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Bylaw enforcement officers are responsible for enforcing the bylaws of a municipality. They may also be appointed as special constables to enforce certain regional statutes in their municipality.
Bylaw enforcement officers’ work varies widely from one municipality to another. In smaller areas, a bylaw enforcement officer may look after a range of bylaws. These could include traffic control, parking, animal control, business licensing, and weed control. In larger centres, they may specialize in enforcing specific bylaws.
Conduct inspections and respond to complaints from citizens and businesses
Encourage people to comply with bylaws by communicating with them
Interpret municipal bylaws and provincial and federal regulations
Explain legislation to the public, city administration, and other agencies
Issue orders to correct problems, such as unsightly properties
Fix problems when orders are not followed by arranging for work to be done and billed to the property owner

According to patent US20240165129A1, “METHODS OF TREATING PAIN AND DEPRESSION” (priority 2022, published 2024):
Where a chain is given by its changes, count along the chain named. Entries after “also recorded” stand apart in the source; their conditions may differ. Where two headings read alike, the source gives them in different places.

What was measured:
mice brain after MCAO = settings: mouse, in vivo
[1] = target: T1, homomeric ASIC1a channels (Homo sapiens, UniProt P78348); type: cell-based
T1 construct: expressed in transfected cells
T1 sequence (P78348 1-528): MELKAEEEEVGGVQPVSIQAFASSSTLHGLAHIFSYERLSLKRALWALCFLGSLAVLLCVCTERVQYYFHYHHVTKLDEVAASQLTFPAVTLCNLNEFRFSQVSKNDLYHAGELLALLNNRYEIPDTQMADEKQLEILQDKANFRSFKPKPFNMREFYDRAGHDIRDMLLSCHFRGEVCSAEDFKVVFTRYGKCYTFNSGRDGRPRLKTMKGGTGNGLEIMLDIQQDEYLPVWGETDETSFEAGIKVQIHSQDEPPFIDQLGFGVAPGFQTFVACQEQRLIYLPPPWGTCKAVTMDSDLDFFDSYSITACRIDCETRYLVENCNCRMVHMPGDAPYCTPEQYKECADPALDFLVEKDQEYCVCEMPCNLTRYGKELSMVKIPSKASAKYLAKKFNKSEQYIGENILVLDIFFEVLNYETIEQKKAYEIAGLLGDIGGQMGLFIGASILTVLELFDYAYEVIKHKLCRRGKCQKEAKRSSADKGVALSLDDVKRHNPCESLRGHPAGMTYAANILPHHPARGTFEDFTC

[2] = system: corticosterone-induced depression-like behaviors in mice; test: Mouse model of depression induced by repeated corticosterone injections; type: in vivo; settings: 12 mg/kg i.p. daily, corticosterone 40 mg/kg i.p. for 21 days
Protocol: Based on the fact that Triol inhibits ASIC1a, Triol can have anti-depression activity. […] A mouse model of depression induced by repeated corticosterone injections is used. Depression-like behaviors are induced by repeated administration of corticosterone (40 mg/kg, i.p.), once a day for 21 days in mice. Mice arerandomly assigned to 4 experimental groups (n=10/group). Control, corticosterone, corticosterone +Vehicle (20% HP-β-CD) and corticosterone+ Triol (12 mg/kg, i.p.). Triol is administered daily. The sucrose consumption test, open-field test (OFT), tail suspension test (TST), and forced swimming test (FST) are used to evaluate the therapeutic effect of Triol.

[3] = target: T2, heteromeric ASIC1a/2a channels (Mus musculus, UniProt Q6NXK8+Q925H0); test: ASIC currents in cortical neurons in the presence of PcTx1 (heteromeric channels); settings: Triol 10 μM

Issue violations, traffic tags, or summonses and subpoenas, and prepare related legal documents
Use specialized equipment related to specific bylaws (for example, weights and measures, noise level instruments, autosamplers for taking chemical samples)
Investigate bylaw offences to prepare for enforcement through the courts
Appear in court and give testimony related to cases of bylaw offences
- Work with other enforcement agencies, including peace officers and police officers.
A Bylaw Enforcement Officer is usually an employee of a municipality or regional district that performs administrative, inspectional and regulatory work to enforce bylaws relating to property use, buildings, parking, business regulations, animal control, zoning, noise, sign, etc.
Candidates can expect to earn $25+ per hour and enjoy working both inside and outside of the office.
Bylaw enforcement officers may work evenings and weekends. Other working conditions vary depending on which bylaws they enforce. For example, bylaw enforcement officers may have to deal with hazardous goods or aggressive animals. In some circumstances, they are required to lift items weighing over 20 kilograms.
Most employers prefer to hire bylaw enforcement officers who have a related post-secondary diploma or degree.
Conflict resolution skills
Observation and problem-solving skills
An ability to think quickly
The ability to deal with sensitive issues.
Most employers prefer to hire bylaw enforcement officers who have a related post-secondary diploma or have completed the JIBC Bylaw courses.
Before enrolling in a post-secondary program, prospective bylaw enforcement officers should discuss their education options with potential employers.
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